--------------------a flashlight (without batteries)
----------and a road map for the area
but those things would not interest you.
When I back out of the drive
----------the yellow hard hat on the floor makes a r-o-l-l-i-n-g noise
that makes me think it may be prudent to pull over
-----------------------------------and look for the corresponding head
------------------------------under the seats.

Selling postcards of made up countries,
nailing diarrhea to the wall,
----------there are worse things you could be doing
----------when you retire.

© Ryan Quinn Flanagan 2010
Ryan Quinn Flanagan presently resides in Elliot Lake, Ontario, Canada. He is the author of three books of poetry, the most recent entitled Pigeon Theatre (JTI Press). His work has recently appeared in The New York Quarterly, Word Riot, Leaf Garden Press, Zygote in my Coffee and The Antigonish Review.

Issue eight// Caleb Puckett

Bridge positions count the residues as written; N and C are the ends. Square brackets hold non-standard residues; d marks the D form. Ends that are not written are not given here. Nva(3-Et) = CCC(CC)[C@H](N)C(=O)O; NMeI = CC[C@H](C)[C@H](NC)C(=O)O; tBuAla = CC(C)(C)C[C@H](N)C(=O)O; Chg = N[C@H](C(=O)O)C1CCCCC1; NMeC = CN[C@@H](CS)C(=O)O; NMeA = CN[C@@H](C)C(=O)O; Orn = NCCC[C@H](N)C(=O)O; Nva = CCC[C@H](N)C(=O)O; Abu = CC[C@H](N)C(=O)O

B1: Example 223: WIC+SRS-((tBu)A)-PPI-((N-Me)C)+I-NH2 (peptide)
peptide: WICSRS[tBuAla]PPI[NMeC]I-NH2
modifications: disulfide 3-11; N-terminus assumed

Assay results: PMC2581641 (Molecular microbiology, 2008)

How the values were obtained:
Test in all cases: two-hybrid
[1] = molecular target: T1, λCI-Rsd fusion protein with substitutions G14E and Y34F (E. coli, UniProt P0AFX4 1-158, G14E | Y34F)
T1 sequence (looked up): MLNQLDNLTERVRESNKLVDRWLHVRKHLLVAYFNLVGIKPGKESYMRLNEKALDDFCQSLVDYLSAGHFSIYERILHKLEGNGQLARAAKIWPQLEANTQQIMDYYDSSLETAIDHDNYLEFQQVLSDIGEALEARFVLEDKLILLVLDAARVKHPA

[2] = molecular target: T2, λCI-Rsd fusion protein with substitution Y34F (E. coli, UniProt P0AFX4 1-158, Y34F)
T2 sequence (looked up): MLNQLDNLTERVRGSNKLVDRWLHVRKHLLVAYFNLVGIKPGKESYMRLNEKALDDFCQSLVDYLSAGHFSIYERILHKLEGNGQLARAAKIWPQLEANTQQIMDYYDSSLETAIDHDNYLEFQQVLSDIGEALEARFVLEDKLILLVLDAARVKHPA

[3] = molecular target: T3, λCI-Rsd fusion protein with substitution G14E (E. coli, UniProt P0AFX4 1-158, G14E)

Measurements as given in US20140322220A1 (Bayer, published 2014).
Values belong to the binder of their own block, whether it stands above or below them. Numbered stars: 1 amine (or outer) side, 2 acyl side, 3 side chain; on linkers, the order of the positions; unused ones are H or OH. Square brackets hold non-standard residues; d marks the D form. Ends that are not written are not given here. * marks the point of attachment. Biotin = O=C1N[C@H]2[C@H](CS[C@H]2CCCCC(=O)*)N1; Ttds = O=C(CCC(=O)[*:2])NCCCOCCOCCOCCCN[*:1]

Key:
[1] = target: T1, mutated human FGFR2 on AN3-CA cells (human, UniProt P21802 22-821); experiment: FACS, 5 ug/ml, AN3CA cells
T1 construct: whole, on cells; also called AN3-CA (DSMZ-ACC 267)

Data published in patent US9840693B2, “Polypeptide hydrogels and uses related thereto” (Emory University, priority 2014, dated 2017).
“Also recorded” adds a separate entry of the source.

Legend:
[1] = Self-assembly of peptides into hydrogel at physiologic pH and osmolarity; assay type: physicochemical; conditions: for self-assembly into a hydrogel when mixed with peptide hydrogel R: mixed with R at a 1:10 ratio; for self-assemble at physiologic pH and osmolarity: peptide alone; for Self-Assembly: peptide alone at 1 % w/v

Oh, he’ll pay alright! What a stupid—he’s got be the stupidest—cacophonist cacophony cacti cactus cadaver […] cataract catastrophe catastrophic catatonia […] catbird catcall […] Such a cheap little—catchword catchy catechism […] stupid— that B word […] centaur centenary […] centipede central […] ridiculous—I can never remember that BR word […] centrifuge centrist […] cloak cloakroom—Apparently they got together for a few drinks at that industry convention down in—clockwatcher clockwise clockwork clod cloddish [...] cloister clomp clone […] connubial conquer—His excuse was so ridiculous—couple coupon courage [ …] weird—I should remember that BRO word […] court courteous courtesan courtesy courthouse— Definitely. You can tell she’s a whore by just listening to her show—creepy cremate cremator […] cry cryogenic cryostat crypt cryptanalysis […] cull culminate culpa—So I called his room to let him know about William’s spelling bee—culprit cult […] really—I’ve got to remember that BROM word—No question. You could tell by his voice something was going on— cultivate cultural culture […] current curricula […] curse cursive cursor cursory curt curtail curtain […] yes—I will remember that BROMI word […] cylindric cynic—Oh yeah, I know. So then I really laid into him last night—maybe—I do remember that BROMID word—“ a sedative […] an anaphrodesiac […] a cliché” […] wait—I know that—that word—BROMIDE. Yes! Ha! Applause and the lights shine! The lights shine right on me!—Big mistake—There’s your BROMIDE, ladies and gentlemen!—Just plain stupid— Ha! Word Master! Spelling Champion! —Hold on a minute, Jan. It sounds like William’s screaming about something again—Best of the Best! Ultimate Memory!